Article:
Zombieland: Double Tap
The vast majority of sequels are unnecessary, but Zombieland: Double Tap feels particularly so, especially coming out a decade after the original.
"I get a great laugh from artists who ridicule the critics as parasites and artists manqués -- such a horrible joke. I can't imagine a more perfect art form, a more perfect career than criticism. I can't imagine anything more valuable to do."
-- Manny Farber, quoted in Roger Ebert's appreciation of the late, great critic
Painter and critic Manny Farber, whose book "Negative Space" is one of the essential collections of visual-arts criticism, has died at the age of 91. Farber's writing was scrappy, unpretentious and iconoclastic, not unlike the films and filmmakers he favored, from the genre pictures of Sam Fuller, Don Siegel, Sam Peckinpah and John Wayne, to the visionary and experimental work of Werner Herzog, R.W. Fassbinder, Andy Warhol and Chantal Akerman. (See pages from the expanded 1998 edition here.)
Unquestionably his most famous and reverently-quoted essay was 1962's "White Elephant Art vs. Termite Art." Modern art, he wrote, had become "a yawning production of overripe technique shrieking with preciosity, fame, ambition: far inside are tiny pillows holding up the artist's signature, now turned into mannerisms by the padding, lechery, faking required to combine today's esthetics with the components of traditional Great Art."
Farber is as much fun to read as he is to agree -- and argue-- with. I can think of no better tribute than to cite a few excerpts from his "termite art" treatise:
A peculiar fact about termite-tapeworm-fungus-moss art is that it goes always forward eating its own boundaries, and, likely as not, leaves nothing it its path other than the signs of eager, industrious, unkempt activity.
The most inclusive description of the art is that, termite like, it feels its way through walls of particularization, with no sign that the artist has any object in mind other than eating away at the immediate boundaries of his art, and turning these boundaries into the conditions of the next achievement. Laurel and Hardy, in fact, in some of their most dyspeptic and funniest movies, like "Hog Wild," contributed some fine parody of men who had read every "How to Succeed" book available; but, when it came to applying their knowledge, reverted instinctively to termite behavior.
One of the good termite performances (John Wayne's bemused cowboy in an unreal stage town inhabited by pallid repetitious actors whose chief trait is a powdered make-up) occurs in John Ford's "The Man Who Shot Liberty Valance."... Wayne's acting is infected by a kind of hoboish spirit, sitting back on its haunches doing a bitter-amused counterpoint to the pale, neutral film life around him. In an Arizona town that is too placid, where the cactus was planted last night and nostalgically cast actors do a generalized drunkenness, cowardice, voraciousness, Wayne is the termite actor focusing only on a tiny present area, nibbling at it with engaging professionalism and a hipster sense of how to sit in a chair leaned against the wall, eye a flogging overactor (Lee Marvin). As he moves along at the pace of a tapeworm, Wayne leaves a path that is only bits of shrewd intramural acting -- a craggy face filled with bitterness, jealousy, a big body that idles luxuriantly, having long grown tired with roughhouse games played by old wrangler types like John Ford. [...]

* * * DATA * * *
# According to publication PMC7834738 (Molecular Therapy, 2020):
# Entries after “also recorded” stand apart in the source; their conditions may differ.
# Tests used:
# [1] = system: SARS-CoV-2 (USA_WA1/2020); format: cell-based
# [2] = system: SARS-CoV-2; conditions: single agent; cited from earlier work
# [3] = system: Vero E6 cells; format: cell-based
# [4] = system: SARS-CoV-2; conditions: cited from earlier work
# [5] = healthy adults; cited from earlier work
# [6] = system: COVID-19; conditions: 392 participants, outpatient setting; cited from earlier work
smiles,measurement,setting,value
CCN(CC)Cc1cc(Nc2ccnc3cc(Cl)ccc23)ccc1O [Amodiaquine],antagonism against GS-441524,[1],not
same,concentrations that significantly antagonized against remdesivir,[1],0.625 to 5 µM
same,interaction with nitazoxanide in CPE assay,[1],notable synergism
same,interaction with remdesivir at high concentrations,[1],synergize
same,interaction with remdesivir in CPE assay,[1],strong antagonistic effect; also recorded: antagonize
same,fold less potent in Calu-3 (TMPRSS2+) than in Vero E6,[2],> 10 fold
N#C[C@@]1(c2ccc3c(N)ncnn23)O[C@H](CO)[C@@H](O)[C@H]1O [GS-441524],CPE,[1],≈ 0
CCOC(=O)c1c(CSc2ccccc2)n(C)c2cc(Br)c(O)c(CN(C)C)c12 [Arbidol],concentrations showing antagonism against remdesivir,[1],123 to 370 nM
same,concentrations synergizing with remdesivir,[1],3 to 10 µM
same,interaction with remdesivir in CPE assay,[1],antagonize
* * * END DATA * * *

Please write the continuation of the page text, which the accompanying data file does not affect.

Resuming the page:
"Citizen Kane," in 1941, antedated by several years a crucial change in films from the old flowing naturalistic story, bringing in an iceberg of hidden meanings. Now the revolution wrought by the exciting but hammy Orson Welles film, reaching its zenith in the 1950's, has run its course and been superceded by a new film technique that turns up like an ugly shrub even in the midst of films that are preponderantly old gems. Oddly enough the film that starts the breaking away is a middle-1950's film that seems on the surface to be as traditional as "Greed." Kurosawa's "Ikiru" is a giveaway landmark, suggesting a new self-centering approach. It sums up much of what a termite art aims at: buglike immersion in a small area without point or aim, and, over all, concentration on nailing down one moment without glamorizing it, but forgetting this accomplishment as soon as it has passed; the feeling that all is expendable, that it can be chopped up and flung down in a different arrangement without ruin.
Farber framed his essay as a "this vs. that" equation in order to prod and provoke. Art doesn't really fall so neatly into one category or the other. (In that respect you could say his argument is of the White Elephant variety.) But he challenges the prevailing rules and rouses you from the habits of tradition, doesn't he?
Be sure to check out David Hudson's round-up of Farber appreciations at GreenCine -- and don't miss those by Girish (from 2006), Jonathan Rosenbaum (from 1993), and Noel King's introduction to a Farber-centric issue of Framework in 1999.
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